Ted CruzRafael (Ted) Edward CruzThe CDC's Title 42 order fuels racism and undermines public health Ocasio-Cortez goes indoor skydiving for her birthday GOP rallies around Manchin, Sinema MORE took first place in the Iowa caucuses on Monday night, beating out businessman Donald TrumpDonald TrumpMcAuliffe takes tougher stance on Democrats in Washington Democrats troll Trump over Virginia governor's race Tom Glavine, Ric Flair, Doug Flutie to join Trump for Herschel Walker event MORE.
The Texas senator was projected as the winner by several networks after 10 p.m.
Sen. Marco RubioMarco Antonio RubioRepublicans would need a promotion to be 'paper tigers' Defense & National Security — Military starts giving guidance on COVID-19 vaccine refusals Blinken pressed to fill empty post overseeing 'Havana syndrome' MORE (R-Fla.) finished in third place, but his stronger-than-expected showing could be enough to provoke establishment Republicans to move swiftly behind him as the candidate with the best shot to take out Trump and Cruz.
With 99 percent of precincts reporting, Cruz had 28 percent to Trump's 24 percent.
In the night’s biggest surprise, Rubio nearly caught Trump, finishing with 23 percent support. It should give him significant momentum heading into the New Hampshire primary, which takes place a week from Tuesday.
Trump thanked the entire field in his Iowa concession speech, including former Arkansas Gov. Mike Huckabee, who dropped out after his disappointing Iowa showing.
“When we started this journey there were 17 candidates, and I was told by everybody: do not go to Iowa, you could never finish even in the top 10,” Trump said. “I said I have to do it. We finished second, and I want to tell you something — I’m honored. I’m really honored. And I want to congratulate Ted and all of the incredible candidates.”
Retired neurosurgeon Ben Carson, who said he needed a third-place finish to remain viable, finished at a distant fourth place. No other candidate reached 5 percent support.
Iowa will award its 30 delegates proportionately, so none of the candidates has opened up a big lead in the presidential race yet.
However, Cruz’s toppling of Trump is a huge symbolic victory that could severely damage the real estate mogul's campaign.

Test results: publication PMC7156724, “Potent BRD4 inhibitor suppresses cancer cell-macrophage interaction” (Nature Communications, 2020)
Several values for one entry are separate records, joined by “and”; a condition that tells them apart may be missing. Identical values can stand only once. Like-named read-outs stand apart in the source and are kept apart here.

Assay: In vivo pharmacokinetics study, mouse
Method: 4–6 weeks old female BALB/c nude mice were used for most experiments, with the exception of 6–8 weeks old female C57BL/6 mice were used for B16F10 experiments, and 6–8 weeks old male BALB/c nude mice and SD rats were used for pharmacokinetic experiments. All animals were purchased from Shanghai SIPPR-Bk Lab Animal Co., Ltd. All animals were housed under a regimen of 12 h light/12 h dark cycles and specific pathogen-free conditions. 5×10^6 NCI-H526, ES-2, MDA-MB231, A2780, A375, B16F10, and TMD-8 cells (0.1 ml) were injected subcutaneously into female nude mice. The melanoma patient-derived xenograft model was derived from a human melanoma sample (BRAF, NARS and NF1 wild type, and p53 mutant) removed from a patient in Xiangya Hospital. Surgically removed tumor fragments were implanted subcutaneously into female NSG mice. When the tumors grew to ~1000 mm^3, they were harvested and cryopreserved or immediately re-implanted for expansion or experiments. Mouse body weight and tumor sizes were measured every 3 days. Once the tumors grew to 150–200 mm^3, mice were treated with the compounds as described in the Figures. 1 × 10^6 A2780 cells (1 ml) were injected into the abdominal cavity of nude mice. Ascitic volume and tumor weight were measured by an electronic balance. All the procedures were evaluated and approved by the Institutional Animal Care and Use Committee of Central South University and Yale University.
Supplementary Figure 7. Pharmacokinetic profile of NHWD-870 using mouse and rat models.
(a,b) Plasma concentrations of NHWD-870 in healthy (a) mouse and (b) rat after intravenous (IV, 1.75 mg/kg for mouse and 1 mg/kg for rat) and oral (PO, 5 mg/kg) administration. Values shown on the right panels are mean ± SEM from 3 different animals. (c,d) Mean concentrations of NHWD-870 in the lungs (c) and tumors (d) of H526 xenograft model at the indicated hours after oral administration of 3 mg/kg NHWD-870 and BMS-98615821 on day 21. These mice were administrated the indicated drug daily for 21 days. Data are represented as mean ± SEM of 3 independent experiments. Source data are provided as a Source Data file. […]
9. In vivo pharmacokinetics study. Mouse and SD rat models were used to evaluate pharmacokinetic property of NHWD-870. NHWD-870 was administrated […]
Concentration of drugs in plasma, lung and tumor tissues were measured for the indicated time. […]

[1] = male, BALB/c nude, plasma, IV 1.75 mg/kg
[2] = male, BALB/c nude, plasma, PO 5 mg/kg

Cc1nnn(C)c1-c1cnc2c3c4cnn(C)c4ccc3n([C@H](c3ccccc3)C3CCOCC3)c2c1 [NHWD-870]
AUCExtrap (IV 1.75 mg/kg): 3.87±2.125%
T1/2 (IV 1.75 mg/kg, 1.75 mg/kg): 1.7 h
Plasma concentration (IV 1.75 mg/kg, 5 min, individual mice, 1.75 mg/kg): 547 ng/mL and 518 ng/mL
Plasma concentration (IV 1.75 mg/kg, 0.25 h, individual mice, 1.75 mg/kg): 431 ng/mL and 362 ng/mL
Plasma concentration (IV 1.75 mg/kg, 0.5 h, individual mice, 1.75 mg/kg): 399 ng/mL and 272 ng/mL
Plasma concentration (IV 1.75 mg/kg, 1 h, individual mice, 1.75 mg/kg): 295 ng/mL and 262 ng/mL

Trump’s argument to conservative voters has long been that he’s a winner. At campaign rallies, he's spent considerable time ticking through his polling numbers, which on Monday night proved to be inflated.
The billionaire's second-place finish will reinforce the notion that he may not have the campaign organization in place to turn enthusiasm surrounding his bid into votes.
Still, polls show Trump has a big lead in New Hampshire, so he’s likely to dismiss his Iowa showing as a fluke driven by Cruz’s appeal to evangelicals, who are a power in Iowa.
Trump’s late decision to skip the final GOP debate before the caucuses — many have speculated he was playing it safe to protect his lead — will receive new scrutiny amid his poorer-than-expected showing.
Rubio is the other winner on Monday night. Despite a third-place finish, he far outpaced his standing in the RealClearPolitics average of polls and nearly caught Trump.
But perhaps most importantly, Rubio crushed his next-closest rival for establishment voters, former Florida Gov. Jeb Bush, who had 3 percent of the vote.
"This is a big night for us. This is better than we did in any public opinion poll," Rubio spokesman Alex Conant said on MSNBC.
"It's a lot of momentum,” Conant said. “I think it's a three-person race leaving here. If you don’t want Donald Trump or Ted Cruz to be the nominee, you better get on board with Marco Rubio.”
Cruz spokesman Rick Tyler sought to dismiss Rubio’s strong showing, saying on MSNBC that it is a “two-man race between Donald Trump and Ted Cruz.”
“Marco Rubio is going to come in third,” Tyler said. “Coming in first is better than coming in third.”